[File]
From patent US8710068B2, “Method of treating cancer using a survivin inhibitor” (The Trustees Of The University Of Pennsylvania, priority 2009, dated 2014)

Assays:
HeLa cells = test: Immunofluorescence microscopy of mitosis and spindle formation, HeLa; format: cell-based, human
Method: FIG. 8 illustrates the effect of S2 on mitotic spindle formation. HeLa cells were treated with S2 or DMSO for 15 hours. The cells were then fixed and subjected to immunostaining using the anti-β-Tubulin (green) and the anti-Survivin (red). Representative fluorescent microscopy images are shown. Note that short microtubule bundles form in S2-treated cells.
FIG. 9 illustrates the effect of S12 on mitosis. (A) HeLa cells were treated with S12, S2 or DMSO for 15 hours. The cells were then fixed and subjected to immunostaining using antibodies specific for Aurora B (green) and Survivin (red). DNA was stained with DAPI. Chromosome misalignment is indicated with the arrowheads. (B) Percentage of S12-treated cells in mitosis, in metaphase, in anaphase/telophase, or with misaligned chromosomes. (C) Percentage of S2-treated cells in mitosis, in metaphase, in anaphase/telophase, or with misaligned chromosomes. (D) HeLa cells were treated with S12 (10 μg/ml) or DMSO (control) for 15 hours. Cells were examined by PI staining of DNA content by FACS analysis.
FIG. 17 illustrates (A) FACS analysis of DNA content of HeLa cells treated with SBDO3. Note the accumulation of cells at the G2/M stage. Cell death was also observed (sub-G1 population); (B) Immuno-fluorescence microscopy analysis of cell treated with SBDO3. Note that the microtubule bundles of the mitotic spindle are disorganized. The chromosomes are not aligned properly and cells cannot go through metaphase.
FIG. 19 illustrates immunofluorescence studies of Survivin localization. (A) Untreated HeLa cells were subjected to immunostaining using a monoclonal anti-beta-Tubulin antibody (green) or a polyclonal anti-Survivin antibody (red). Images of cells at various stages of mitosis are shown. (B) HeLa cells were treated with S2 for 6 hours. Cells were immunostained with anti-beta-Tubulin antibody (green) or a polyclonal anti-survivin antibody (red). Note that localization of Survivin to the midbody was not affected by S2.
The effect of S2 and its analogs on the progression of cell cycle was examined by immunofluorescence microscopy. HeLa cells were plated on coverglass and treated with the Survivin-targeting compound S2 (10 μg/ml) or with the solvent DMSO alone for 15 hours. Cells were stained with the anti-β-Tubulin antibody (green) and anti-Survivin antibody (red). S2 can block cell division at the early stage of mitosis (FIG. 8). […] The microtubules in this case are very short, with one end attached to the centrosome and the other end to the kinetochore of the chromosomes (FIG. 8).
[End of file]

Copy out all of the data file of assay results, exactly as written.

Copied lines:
From patent US8710068B2, “Method of treating cancer using a survivin inhibitor” (The Trustees Of The University Of Pennsylvania, priority 2009, dated 2014)

Assays:
HeLa cells = test: Immunofluorescence microscopy of mitosis and spindle formation, HeLa; format: cell-based, human
Method: FIG. 8 illustrates the effect of S2 on mitotic spindle formation. HeLa cells were treated with S2 or DMSO for 15 hours. The cells were then fixed and subjected to immunostaining using the anti-β-Tubulin (green) and the anti-Survivin (red). Representative fluorescent microscopy images are shown. Note that short microtubule bundles form in S2-treated cells.
FIG. 9 illustrates the effect of S12 on mitosis. (A) HeLa cells were treated with S12, S2 or DMSO for 15 hours. The cells were then fixed and subjected to immunostaining using antibodies specific for Aurora B (green) and Survivin (red). DNA was stained with DAPI. Chromosome misalignment is indicated with the arrowheads. (B) Percentage of S12-treated cells in mitosis, in metaphase, in anaphase/telophase, or with misaligned chromosomes. (C) Percentage of S2-treated cells in mitosis, in metaphase, in anaphase/telophase, or with misaligned chromosomes. (D) HeLa cells were treated with S12 (10 μg/ml) or DMSO (control) for 15 hours. Cells were examined by PI staining of DNA content by FACS analysis.
FIG. 17 illustrates (A) FACS analysis of DNA content of HeLa cells treated with SBDO3. Note the accumulation of cells at the G2/M stage. Cell death was also observed (sub-G1 population); (B) Immuno-fluorescence microscopy analysis of cell treated with SBDO3. Note that the microtubule bundles of the mitotic spindle are disorganized. The chromosomes are not aligned properly and cells cannot go through metaphase.
FIG. 19 illustrates immunofluorescence studies of Survivin localization. (A) Untreated HeLa cells were subjected to immunostaining using a monoclonal anti-beta-Tubulin antibody (green) or a polyclonal anti-Survivin antibody (red). Images of cells at various stages of mitosis are shown. (B) HeLa cells were treated with S2 for 6 hours. Cells were immunostained with anti-beta-Tubulin antibody (green) or a polyclonal anti-survivin antibody (red). Note that localization of Survivin to the midbody was not affected by S2.
The effect of S2 and its analogs on the progression of cell cycle was examined by immunofluorescence microscopy. HeLa cells were plated on coverglass and treated with the Survivin-targeting compound S2 (10 μg/ml) or with the solvent DMSO alone for 15 hours. Cells were stained with the anti-β-Tubulin antibody (green) and anti-Survivin antibody (red). S2 can block cell division at the early stage of mitosis (FIG. 8). […] The microtubules in this case are very short, with one end attached to the centrosome and the other end to the kinetochore of the chromosomes (FIG. 8).